Hate to revive this old thread, but I just read something in the Skeptic's Dictionary Newsletter:
...Steven Milloy of the Junk Science Page, which I have criticized for having a political agenda that considers any scientist who disagrees with him to be guilty of "junk science."
It's nice to know I'm not the only one.

- Dave W. (Private Msg, EMail)
Evidently, I rock!
Why not question something for a change?
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Renae
SFN Regular

543 Posts

Posted - 04/15/2004 :  20:27:14   [Permalink]  Show Profile Send Renae a Private Message
Interesting.

Apparently Milloy writes for The Cato Institute. My understanding is that Cato is a libertarian political organization and seems to be, from a brief glance at its website, to be anti-government, among other things. Milloy has books from John Stossel and an anti-global warming book for sale on his site. Hmmmmmm.

It seems to me that weight control research should be evaluated on the whole, rather than pouncing on the latest study and deeming it to be conclusive. For example, Dean Ornish has shown weight loss and lowered cholesterol levels with his very-low-fat diet research. These studies and others should be considered when judgments are made as to how we should eat.

I'm anti-Atkins and pro-carb so Milloy scored no points with me here. While I belive that challenging the status quo can be a good thing, true skepticism should be more than hating the government or the media (both of which Milloy complains about.)

I also read Milloy's analysis of the secondhand smoke research out of Helena, Montana. I would really like to hear the researchers defend their position on that and I wonder why Milloy is so skeptical about the dangers of secondhand smoke. (Not to threadjack, but this seems like another example of Milloy being, well, kinda angry.)

Edited by - Renae on 04/15/2004 20:37:36
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Kil
Evil Skeptic

USA
12798 Posts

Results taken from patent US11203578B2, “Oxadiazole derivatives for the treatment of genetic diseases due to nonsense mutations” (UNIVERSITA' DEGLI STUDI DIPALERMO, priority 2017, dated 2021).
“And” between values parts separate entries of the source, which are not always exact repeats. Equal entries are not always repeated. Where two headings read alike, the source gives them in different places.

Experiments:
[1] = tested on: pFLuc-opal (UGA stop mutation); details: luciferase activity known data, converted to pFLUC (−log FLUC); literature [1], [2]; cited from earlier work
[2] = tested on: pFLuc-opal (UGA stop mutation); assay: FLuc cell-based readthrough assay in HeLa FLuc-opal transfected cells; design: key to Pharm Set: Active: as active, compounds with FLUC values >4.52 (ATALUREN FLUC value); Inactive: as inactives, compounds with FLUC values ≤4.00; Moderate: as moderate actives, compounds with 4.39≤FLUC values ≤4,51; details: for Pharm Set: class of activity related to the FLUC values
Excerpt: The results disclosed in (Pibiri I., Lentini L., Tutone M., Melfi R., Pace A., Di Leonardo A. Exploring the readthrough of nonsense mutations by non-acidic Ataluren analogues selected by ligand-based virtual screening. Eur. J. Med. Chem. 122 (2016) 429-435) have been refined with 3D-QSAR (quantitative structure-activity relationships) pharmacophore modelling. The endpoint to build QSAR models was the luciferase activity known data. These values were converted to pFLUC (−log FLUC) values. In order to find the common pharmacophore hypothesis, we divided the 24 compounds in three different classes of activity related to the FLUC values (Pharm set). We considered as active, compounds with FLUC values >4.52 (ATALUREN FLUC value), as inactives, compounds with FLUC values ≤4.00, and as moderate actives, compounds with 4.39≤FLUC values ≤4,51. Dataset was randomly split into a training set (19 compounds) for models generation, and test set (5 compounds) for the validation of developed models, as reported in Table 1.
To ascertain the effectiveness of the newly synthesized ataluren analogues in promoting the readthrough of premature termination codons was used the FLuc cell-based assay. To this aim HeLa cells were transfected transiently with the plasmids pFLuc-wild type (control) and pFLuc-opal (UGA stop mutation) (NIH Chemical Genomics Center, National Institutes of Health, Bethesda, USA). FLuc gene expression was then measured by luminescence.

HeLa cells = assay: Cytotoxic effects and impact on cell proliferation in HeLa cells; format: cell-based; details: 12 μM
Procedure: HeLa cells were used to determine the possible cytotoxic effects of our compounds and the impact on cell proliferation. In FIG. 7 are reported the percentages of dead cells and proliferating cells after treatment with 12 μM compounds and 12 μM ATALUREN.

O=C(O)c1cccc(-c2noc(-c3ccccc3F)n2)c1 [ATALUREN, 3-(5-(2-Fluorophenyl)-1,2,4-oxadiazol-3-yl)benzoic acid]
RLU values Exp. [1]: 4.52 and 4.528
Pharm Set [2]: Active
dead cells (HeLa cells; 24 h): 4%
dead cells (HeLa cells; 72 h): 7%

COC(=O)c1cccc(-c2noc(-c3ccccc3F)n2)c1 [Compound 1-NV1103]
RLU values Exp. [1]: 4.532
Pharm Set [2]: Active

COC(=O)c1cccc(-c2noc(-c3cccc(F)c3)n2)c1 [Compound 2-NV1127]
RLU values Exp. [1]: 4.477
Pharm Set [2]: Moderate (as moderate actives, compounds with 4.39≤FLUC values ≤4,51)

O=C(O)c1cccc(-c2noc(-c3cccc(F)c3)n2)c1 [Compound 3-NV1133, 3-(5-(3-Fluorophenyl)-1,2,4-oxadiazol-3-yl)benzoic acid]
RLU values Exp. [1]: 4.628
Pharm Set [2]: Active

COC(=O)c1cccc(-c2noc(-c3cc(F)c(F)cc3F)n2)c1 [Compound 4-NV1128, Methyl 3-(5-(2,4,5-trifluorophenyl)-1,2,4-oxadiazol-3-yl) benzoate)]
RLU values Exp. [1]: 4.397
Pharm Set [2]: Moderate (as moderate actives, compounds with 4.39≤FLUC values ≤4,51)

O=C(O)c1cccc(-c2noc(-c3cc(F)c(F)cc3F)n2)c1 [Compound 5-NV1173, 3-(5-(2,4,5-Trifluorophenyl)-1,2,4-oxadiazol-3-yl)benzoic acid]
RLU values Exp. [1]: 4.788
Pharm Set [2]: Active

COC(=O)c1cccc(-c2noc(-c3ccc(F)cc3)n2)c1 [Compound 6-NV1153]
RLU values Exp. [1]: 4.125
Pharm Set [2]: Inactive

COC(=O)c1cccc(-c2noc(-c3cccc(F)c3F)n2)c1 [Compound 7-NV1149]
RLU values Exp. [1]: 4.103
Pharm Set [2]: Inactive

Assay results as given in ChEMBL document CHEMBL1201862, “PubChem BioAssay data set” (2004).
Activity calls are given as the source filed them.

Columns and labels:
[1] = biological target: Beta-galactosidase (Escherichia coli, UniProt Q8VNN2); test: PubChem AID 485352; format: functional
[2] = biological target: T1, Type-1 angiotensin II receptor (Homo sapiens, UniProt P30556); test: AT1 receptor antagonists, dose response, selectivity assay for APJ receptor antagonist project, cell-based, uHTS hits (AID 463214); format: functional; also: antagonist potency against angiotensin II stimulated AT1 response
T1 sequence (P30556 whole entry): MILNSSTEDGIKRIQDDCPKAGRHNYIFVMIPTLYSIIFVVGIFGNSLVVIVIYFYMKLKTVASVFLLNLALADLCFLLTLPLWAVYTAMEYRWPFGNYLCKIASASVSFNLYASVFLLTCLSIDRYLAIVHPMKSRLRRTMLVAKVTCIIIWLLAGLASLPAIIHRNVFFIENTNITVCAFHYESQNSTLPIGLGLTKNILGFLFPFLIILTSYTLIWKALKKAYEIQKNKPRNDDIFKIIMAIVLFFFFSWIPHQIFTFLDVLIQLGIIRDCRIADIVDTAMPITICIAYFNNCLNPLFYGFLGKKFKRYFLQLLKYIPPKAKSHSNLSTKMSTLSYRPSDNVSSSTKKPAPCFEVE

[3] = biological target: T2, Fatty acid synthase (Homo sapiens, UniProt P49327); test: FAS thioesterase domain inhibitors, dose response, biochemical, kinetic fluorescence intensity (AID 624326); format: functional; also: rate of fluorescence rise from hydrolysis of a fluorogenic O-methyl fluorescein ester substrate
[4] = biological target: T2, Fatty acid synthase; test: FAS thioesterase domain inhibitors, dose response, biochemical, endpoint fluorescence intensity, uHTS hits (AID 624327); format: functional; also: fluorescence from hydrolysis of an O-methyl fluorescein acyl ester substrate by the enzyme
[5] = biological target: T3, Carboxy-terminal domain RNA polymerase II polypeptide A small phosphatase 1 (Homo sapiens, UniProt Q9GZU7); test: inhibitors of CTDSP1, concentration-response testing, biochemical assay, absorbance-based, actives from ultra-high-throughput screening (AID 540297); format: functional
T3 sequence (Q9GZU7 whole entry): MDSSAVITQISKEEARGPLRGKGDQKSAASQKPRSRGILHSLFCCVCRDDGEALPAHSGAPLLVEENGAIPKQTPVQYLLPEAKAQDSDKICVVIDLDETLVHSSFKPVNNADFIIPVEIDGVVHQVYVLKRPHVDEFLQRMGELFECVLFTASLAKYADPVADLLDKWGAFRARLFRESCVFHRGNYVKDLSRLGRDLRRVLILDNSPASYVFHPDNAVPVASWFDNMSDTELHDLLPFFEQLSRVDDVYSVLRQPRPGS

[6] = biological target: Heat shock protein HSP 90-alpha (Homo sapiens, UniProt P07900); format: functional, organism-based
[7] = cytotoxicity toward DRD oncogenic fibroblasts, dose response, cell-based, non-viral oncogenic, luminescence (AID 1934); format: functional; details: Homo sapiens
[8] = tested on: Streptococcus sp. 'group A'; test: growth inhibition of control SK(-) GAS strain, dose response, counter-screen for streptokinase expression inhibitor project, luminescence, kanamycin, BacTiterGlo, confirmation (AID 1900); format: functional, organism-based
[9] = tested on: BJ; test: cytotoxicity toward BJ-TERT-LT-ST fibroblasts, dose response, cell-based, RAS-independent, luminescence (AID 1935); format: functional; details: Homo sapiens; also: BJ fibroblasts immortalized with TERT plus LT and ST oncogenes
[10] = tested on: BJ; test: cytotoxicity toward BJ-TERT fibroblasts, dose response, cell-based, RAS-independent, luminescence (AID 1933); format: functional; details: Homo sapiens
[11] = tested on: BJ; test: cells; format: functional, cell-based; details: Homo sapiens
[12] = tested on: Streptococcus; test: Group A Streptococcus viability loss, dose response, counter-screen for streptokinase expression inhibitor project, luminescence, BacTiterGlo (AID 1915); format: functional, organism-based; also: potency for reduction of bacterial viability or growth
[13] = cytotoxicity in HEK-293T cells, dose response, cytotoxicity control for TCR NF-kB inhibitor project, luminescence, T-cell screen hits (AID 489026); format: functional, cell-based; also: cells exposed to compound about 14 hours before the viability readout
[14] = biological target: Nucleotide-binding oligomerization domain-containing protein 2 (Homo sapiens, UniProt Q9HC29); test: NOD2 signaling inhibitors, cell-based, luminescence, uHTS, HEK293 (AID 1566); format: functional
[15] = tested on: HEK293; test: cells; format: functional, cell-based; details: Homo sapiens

Posted - 04/16/2004 :  08:10:14   [Permalink]  Show Profile  Visit Kil's Homepage  Send Kil an AOL message  Send Kil a Yahoo! Message Send Kil a Private Message
quote:
Renae:
I also read Milloy's analysis of the secondhand smoke research out of Helena, Montana. I would really like to hear the researchers defend their position on that and I wonder why Milloy is so skeptical about the dangers of secondhand smoke.


I think we should start a new thread on the dangers of secondhand smoke. There are reasons to be skeptical about its dangers. In fact, Penn and Teller did a whole show on secondhand smoke and neither of them smoke...

Uncertainty may make you uncomfortable. Certainty makes you ridiculous.

Why not question something for a change?

Free The West Memphis Three
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Dave W.
Info Junkie

USA
25015 Posts

Posted - 04/16/2004 :  08:23:14   [Permalink]  Show Profile  Visit Dave W.'s Homepage Send Dave W. a Private Message
But as Robert Carroll pointed out, Penn & Teller got their information from a person who used, as his main source, Steven Milloy's writings on secondhand smoke. If a new thread gets started, it would probably be wise to go all the way back to the original sources of data, and do an independent analysis.

Edited to add: Because it is certainly possible that Penn & Teller were the ones spouting BS in that particular episode.

- Dave W. (Private Msg, EMail)
Evidently, I rock!
Why not question something for a change?
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Kil
Evil Skeptic

USA
12798 Posts

Posted - 04/16/2004 :  08:33:53   [Permalink]  Show Profile  Visit Kil's Homepage  Send Kil an AOL message  Send Kil a Yahoo! Message Send Kil a Private Message
Sure. I'm not sourcing Penn and Teller. I am just suggesting that there may be a problem with some of the studies. And, you know, the media just eats this stuff up to the point that I personally believe there is some hysteria on the subject of second hand smoke and its dangers. I may be wrong, however...

Now, unfortunately, I have to drag my sick ass to work. So I can't do any research on this today.

Uncertainty may make you uncomfortable. Certainty makes you ridiculous.

Why not question something for a change?

Free The West Memphis Three